The median age in the city was 39.9 years. 20.7% of residents were under the age of 18; 7.7% were between the ages of 18 and 24; 28.8% were from 25 to 44; 29.2% were from 45 to 64; and 13.6% were 65 years of age or older. The gender makeup of the city was 48.6% male and 51.4% female.[2]

2000 census[edit]

As of the census of 2000, there were 20,490 people, 8,561 households, and 5,282 families residing in the city. The population density was 4,256.5 people per square mile (1,644.7/km²). There were 8,988 housing units at an average density of 1,867.1 per square mile (721.5/km²). The racial makeup of the city was 90.96% White, 0.95% African American, 0.94% Native American, 2.36% Asian, 0.25% Pacific Islander, 1.60% from other races, and 2.94% from two or more races. Hispanic or Latino of any race were 3.97% of the population.[2]

There were 8,561 households out of which 28.3% had children under the age of 18 living with them, 45.8% were married couples living together, 11.3% had a female householder with no husband present, and 38.3% were non-families. 30.3% of all households were made up of individuals and 10.4% had someone living alone who was 65 years of age or older. The average household size was 2.35 and the average family size was 2.93.[2]

In the city the population was spread out with 22.8% under the age of 18, 8.1% from 18 to 24, 31.2% from 25 to 44, 24.1% from 45 to 64, and 13.7% who were 65 years of age or older. The median age was 38 years. For every 100 females there were 93.8 males. For every 100 females age 18 and over, there were 89.6 males.[2]

The median income for a household in the city was $43,635, and the median income for a family was $51,649. Males had a median income of $36,674 versus $29,957 for females. The per capita income for the city was $21,342. About 6.2% of families and 7.6% of the population were below the poverty line, including 9.4% of those under age 18 and 6.6% of those age 65 or over.[2]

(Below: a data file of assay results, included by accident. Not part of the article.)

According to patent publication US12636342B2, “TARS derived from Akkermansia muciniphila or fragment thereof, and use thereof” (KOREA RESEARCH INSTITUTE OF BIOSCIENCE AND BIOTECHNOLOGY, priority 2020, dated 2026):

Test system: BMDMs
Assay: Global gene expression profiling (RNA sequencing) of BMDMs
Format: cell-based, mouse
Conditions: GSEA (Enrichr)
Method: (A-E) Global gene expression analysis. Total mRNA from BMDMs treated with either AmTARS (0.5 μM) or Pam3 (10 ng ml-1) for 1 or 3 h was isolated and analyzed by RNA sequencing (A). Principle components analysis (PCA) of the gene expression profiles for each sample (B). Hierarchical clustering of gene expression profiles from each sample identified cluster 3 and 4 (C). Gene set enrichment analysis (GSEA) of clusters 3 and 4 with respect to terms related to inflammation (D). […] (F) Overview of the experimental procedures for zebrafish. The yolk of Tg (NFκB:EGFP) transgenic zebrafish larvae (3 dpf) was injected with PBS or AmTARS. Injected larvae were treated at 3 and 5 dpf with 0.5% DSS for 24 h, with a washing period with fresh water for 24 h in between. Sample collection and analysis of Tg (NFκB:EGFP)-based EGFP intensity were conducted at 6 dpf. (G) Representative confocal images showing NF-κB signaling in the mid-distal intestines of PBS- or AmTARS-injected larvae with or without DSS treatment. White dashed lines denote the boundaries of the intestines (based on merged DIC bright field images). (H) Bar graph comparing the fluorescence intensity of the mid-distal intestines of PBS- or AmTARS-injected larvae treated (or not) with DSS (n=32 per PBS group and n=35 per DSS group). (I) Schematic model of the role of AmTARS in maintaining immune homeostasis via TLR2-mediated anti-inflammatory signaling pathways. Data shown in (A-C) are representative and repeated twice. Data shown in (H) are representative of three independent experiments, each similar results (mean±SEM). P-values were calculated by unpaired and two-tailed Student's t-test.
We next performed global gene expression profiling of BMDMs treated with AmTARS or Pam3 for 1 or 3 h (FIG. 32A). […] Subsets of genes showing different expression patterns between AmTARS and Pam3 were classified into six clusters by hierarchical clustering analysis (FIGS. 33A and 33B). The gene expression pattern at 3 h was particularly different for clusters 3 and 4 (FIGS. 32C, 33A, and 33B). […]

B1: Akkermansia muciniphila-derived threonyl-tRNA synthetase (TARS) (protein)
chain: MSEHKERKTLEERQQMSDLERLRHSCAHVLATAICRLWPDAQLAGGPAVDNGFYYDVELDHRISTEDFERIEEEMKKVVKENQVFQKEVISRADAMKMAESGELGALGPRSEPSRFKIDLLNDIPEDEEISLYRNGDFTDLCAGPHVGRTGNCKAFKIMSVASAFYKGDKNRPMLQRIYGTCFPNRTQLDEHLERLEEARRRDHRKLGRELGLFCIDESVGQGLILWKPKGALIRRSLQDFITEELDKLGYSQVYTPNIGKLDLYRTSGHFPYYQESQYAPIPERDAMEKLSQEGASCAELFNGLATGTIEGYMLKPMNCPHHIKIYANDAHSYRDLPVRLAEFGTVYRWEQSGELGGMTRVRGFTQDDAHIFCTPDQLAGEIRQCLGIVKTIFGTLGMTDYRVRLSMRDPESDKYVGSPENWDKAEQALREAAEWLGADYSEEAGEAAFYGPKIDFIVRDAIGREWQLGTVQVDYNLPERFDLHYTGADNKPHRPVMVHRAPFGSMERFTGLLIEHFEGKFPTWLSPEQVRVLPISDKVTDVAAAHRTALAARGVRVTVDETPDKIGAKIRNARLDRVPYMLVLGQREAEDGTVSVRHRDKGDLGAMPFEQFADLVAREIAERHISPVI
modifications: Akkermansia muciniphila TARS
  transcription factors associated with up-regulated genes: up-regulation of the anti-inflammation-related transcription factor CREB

Dark Horse Comics headquarters

Currently, the downtown area of Milwaukie is undergoing a revival in which new apartments and retail space are under construction and a riverfront park is being developed.[15] Existing attractions include a Sunday farmers' market and restaurants, coffee shops and stores.[citation needed]

Milwaukie is the home of Dark Horse Comics. Dark Horse is known for publishing works including Sin City, the character Hellboy, and the original graphic novel series 300, as well for producing dozens of films and television series, including The Mask and TimeCop, based on characters created by Dark Horse founder Mike Richardson. The total office space of Dark Horse Comics occupies three of the city blocks in downtown Milwaukie, sporting numerous display windows visible to transit riders.[16]

Top employers[edit]

According to Milwaukie's 2012 Comprehensive Annual Financial Report,[17] the top employers in the city are:

# Employer # of Employees
1 Unified Grocers 630
2 PCC Structurals 500
3 RM International 500
4 North Clackamas School District 385
5 Meggitt OECO 425
6 Safeway 280
7 Warn Industries 250
8 Sabin-Schellenberg Center 200
9 Goodwill Industries of the Columbia Willamette 200
10 Marquis Companies 200


Milwaukie is served by the North Clackamas School District and most children attend one of ten public elementary schools, four public middle schools, Rex Putnam High School, Milwaukie High School, and New Urban High School. Since 1996, Milwaukie High School has annually hosted the nationally recognized[18] Living History Day. On this day thousands of veterans are welcomed into the school to help educate students about the past. There is also a private Catholic high school, La Salle High School, named after St. Jean-Baptiste de la Salle, and the Portland Waldorf School, a private Waldorf school, which serves grades K–12.

The city is home to the Ledding Library, a public library that is part of the Library Information Network of Clackamas County.


Public transit[edit]